New Rio Tinto CEO Sam Walsh is gearing up to cut costs as the world’s second largest mining company has just informed that it posted a $3 billion full-year loss. The loss was mainly driven by massive write-downs on the value of aluminum and coal businesses, which led to the resignation of Tom Albanese from a position of chief executive officer on the 17th of January.
Rio Tinto reports $3bn loss
On the 14th of February, Rio Tinto Plc informed that it recorded a net loss of $3 billion in the fiscal year ended December 2012, compared to a profit of about $5.8 billion a year earlier. The loss was mainly driven by write-downs on the value of the $38 billion acquisition of Alcan Inc. and $4 billion takeover of Mozambique coal producer Riversdale Mining Ltd.
However, the world’s second largest mining company reported underlying earnings of approximately $9.3 billion in 2012, topping analysts’ expectations of around $9.1 billion. Yet the results were significantly down from around $15.5 billion recorded in 2011.
As it was underlined by Rio Tinto Plc, iron ore was in the lead bringing $9.2 billion in net earnings, while copper delivered around $1.1 billion. Data showed that diamonds and other minerals brought about $120 million, while aluminum just $3 million. Yet several analysts note that the results of the world’s second largest mining company were good enough.
Rio Tinto Plc decided to increase full-year dividend by 15 percent as the company saw improvement in several businesses.
Sam Walsh the Savior
Sam Walsh, the former head of the iron ore division of the company, replaced Tom Albanese as chief executive officer at Rio Tinto Plc. The replacement took place after the world’ second mining company was forced to write off billions of dollars in the value of its assets. Of course write-downs were not only introduced by Rio Tinto Plc as other miners decided to take similar steps as they witnessed slowing demand, rising costs and decreasing prices.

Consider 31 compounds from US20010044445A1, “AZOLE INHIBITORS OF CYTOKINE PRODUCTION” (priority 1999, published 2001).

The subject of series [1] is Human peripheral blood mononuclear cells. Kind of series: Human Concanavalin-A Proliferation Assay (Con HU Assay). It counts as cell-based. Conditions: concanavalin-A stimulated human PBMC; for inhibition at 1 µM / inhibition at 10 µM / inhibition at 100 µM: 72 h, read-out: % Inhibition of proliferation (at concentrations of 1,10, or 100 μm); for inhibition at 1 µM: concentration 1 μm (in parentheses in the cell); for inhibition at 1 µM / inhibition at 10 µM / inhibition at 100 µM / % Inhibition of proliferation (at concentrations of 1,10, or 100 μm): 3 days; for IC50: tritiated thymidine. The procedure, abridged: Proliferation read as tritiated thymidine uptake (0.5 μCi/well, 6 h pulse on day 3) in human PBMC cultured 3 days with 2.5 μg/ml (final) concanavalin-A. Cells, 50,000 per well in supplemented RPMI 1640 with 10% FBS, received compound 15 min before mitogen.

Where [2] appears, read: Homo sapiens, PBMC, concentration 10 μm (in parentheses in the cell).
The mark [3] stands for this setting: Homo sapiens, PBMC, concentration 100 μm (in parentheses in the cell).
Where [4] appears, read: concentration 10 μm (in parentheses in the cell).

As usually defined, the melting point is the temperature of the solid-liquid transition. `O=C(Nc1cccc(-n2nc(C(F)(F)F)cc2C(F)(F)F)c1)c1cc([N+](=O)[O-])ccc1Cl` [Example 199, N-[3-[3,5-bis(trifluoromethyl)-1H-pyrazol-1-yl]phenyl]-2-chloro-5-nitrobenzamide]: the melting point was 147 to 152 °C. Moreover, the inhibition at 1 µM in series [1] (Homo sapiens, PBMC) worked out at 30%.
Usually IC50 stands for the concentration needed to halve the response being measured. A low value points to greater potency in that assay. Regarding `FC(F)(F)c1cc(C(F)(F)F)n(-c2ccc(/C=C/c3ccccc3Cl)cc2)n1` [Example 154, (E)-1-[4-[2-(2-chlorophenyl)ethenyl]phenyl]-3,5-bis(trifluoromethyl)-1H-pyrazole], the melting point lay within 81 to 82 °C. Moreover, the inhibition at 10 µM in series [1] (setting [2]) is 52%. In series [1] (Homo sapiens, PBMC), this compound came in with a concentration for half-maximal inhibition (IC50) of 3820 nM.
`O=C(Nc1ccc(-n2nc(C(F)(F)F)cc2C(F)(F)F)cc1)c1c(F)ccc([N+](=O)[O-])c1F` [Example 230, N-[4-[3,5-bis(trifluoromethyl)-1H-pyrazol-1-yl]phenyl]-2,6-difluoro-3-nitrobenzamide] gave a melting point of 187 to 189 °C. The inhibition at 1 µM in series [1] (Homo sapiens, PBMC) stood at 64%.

As some regard Sam Walsh as a savior of the troubled company, others are strongly convinced that he would be some kind of interim until a new individual emerges in the company’s structure. Analysts strongly believe that he will not introduce any revolutionary change. Yet there are some big challenges ahead of 63-year-old Sam Walsh. For example, New Rio Tinto CEO Walsh will have to decide about the future of aluminium and diamond businesses. He is also expected to find new sources of company’s profits which are mainly driven by iron ore business.
Everything indicates that new Rio Tinto CEO will focus on cutting costs as it has been already announced that the company plans to slice more than $5 billion in costs by 2014. And one thing is unquestionable that Sam Welsh is good at reducing costs due to his nine-year experience in leading Rio Tinto’s iron business as he cut costs and secured stakes in high quality deposits. His outlined his ambitious plans by underlining: "We are targeting cumulative cash cost savings of more than $US5 billion to be achieved over the next two years, equivalent to an annual run rate of $US3 billion by 2014, assuming stable market and operating conditions, with significant additional cash savings in sustaining capital expenditure and exploration and evaluation spend."
Maybe Sam Walsh will become the savior and not the stopgap of chief executive officer…